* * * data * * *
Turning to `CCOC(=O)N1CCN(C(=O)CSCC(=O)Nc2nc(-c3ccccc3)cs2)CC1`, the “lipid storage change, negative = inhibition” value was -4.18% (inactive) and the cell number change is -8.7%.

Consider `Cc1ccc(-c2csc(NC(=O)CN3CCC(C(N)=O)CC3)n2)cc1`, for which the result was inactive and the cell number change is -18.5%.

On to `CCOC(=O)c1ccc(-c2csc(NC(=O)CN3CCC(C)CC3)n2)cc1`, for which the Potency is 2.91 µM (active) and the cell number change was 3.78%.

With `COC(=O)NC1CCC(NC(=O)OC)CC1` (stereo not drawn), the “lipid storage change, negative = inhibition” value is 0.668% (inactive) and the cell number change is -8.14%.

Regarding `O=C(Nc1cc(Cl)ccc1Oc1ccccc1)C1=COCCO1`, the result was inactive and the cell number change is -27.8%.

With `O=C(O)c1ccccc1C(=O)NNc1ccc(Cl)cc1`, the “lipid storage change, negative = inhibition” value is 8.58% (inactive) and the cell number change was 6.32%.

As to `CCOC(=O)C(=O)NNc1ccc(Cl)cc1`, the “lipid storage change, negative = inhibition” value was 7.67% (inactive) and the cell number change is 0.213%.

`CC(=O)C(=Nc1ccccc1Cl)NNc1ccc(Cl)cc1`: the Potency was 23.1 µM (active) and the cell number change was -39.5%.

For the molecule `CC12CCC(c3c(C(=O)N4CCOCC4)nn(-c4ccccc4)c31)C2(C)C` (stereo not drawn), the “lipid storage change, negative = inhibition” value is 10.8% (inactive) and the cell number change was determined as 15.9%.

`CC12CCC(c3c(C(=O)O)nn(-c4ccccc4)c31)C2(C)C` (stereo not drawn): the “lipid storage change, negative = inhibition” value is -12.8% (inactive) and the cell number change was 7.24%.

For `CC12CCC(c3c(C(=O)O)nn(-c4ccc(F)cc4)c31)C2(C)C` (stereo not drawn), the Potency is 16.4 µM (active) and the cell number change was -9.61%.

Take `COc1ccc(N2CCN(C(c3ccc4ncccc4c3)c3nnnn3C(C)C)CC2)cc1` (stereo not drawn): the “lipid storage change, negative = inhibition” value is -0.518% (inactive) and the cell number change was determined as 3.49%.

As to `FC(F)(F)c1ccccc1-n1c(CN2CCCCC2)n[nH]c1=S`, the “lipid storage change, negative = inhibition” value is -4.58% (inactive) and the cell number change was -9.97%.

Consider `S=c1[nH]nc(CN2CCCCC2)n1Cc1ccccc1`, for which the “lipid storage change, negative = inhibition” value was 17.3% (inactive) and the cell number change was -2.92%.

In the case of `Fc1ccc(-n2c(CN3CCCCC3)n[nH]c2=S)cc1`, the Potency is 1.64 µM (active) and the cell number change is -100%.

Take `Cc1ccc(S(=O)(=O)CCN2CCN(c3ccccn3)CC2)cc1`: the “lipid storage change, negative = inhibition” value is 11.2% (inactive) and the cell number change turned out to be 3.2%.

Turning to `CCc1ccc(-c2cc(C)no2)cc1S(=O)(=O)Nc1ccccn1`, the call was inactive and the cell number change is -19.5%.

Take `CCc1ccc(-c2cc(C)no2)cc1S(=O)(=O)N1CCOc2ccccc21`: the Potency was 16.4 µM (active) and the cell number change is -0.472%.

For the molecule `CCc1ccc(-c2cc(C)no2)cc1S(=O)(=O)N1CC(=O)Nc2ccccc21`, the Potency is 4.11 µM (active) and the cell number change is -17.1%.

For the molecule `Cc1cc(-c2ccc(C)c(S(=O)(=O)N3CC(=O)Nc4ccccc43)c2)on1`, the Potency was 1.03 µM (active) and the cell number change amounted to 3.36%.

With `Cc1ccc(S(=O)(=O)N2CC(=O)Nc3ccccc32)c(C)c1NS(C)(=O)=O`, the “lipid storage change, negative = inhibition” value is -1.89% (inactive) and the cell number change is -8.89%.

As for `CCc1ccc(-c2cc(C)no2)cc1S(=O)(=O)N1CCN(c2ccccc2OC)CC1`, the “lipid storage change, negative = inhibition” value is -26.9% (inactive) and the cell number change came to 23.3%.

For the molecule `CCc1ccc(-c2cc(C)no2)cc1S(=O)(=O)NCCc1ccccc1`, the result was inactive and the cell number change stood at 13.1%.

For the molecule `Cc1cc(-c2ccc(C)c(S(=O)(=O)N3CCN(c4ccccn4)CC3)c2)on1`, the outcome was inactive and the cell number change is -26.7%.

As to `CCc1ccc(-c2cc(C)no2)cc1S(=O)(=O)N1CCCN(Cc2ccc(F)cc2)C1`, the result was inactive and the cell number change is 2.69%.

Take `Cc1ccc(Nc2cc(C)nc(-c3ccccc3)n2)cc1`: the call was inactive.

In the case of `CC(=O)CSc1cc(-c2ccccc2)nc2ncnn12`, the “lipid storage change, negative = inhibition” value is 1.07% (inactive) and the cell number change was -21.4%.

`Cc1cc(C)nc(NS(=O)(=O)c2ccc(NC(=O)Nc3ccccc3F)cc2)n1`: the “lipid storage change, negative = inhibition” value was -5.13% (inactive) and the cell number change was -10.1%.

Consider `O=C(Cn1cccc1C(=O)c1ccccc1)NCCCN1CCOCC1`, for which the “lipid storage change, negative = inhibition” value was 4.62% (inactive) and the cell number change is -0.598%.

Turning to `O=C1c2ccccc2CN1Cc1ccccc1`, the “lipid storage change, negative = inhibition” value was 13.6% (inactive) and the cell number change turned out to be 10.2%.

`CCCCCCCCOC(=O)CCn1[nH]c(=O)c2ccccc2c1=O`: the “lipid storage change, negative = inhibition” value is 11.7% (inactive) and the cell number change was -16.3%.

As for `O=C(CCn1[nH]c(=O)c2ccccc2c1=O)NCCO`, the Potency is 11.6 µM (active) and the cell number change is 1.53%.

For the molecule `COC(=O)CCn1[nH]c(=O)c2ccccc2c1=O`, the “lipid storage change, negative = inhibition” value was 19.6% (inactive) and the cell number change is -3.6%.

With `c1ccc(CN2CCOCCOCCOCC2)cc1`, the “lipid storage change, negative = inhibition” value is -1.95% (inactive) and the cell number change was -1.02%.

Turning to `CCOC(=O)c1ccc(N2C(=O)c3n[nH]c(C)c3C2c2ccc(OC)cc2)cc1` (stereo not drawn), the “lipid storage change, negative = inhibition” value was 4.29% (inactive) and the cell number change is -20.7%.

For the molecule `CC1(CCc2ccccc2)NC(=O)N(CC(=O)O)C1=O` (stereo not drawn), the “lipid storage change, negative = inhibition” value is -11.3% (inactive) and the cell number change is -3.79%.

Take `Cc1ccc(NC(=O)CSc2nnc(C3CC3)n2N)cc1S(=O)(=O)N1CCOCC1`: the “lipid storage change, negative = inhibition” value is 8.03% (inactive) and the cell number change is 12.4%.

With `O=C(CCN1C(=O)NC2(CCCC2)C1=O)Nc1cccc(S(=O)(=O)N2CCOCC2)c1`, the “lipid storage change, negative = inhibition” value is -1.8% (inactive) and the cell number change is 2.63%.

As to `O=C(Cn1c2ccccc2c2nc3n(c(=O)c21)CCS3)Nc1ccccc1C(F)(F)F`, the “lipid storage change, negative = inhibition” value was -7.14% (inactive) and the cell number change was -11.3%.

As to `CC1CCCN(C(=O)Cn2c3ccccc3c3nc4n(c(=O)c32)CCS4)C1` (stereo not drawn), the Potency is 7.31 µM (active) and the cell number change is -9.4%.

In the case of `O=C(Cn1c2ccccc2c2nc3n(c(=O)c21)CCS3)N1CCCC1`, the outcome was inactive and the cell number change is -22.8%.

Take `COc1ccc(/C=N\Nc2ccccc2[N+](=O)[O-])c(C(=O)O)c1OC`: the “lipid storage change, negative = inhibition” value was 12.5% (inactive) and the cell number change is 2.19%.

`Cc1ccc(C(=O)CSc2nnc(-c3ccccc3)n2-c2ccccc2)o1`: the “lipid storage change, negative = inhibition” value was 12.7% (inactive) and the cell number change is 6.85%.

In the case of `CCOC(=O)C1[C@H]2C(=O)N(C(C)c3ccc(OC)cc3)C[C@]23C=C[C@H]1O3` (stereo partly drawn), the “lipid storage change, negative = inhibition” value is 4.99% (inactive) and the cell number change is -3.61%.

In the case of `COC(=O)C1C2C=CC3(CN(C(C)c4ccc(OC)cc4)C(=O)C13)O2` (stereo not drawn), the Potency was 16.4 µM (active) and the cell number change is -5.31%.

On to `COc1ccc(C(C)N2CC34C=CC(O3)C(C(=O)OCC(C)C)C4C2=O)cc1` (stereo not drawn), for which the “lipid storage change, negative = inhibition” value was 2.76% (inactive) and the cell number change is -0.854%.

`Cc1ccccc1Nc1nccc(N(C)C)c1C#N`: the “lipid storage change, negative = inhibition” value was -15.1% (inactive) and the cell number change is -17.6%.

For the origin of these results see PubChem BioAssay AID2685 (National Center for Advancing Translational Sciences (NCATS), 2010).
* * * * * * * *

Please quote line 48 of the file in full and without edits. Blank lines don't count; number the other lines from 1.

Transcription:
For the origin of these results see PubChem BioAssay AID2685 (National Center for Advancing Translational Sciences (NCATS), 2010).